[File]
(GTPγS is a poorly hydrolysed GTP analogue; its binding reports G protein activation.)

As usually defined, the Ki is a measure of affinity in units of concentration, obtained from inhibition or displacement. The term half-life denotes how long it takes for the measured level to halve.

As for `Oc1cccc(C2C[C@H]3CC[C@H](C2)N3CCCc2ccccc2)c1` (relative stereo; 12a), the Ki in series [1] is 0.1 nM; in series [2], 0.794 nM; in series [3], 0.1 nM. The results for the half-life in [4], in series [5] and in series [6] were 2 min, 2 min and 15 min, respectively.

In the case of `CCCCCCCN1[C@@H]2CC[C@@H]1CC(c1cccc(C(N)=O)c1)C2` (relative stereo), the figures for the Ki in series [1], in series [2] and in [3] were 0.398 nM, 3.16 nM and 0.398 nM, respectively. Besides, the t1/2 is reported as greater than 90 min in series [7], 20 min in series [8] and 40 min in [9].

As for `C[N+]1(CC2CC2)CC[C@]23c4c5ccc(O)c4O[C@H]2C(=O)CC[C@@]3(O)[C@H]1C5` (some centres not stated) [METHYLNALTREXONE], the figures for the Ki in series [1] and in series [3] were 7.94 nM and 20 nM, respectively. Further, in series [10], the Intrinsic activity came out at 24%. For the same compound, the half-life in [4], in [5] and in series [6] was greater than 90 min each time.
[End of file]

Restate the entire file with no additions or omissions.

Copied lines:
(GTPγS is a poorly hydrolysed GTP analogue; its binding reports G protein activation.)

As usually defined, the Ki is a measure of affinity in units of concentration, obtained from inhibition or displacement. The term half-life denotes how long it takes for the measured level to halve.

As for `Oc1cccc(C2C[C@H]3CC[C@H](C2)N3CCCc2ccccc2)c1` (relative stereo; 12a), the Ki in series [1] is 0.1 nM; in series [2], 0.794 nM; in series [3], 0.1 nM. The results for the half-life in [4], in series [5] and in series [6] were 2 min, 2 min and 15 min, respectively.

In the case of `CCCCCCCN1[C@@H]2CC[C@@H]1CC(c1cccc(C(N)=O)c1)C2` (relative stereo), the figures for the Ki in series [1], in series [2] and in [3] were 0.398 nM, 3.16 nM and 0.398 nM, respectively. Besides, the t1/2 is reported as greater than 90 min in series [7], 20 min in series [8] and 40 min in [9].

As for `C[N+]1(CC2CC2)CC[C@]23c4c5ccc(O)c4O[C@H]2C(=O)CC[C@@]3(O)[C@H]1C5` (some centres not stated) [METHYLNALTREXONE], the figures for the Ki in series [1] and in series [3] were 7.94 nM and 20 nM, respectively. Further, in series [10], the Intrinsic activity came out at 24%. For the same compound, the half-life in [4], in [5] and in series [6] was greater than 90 min each time.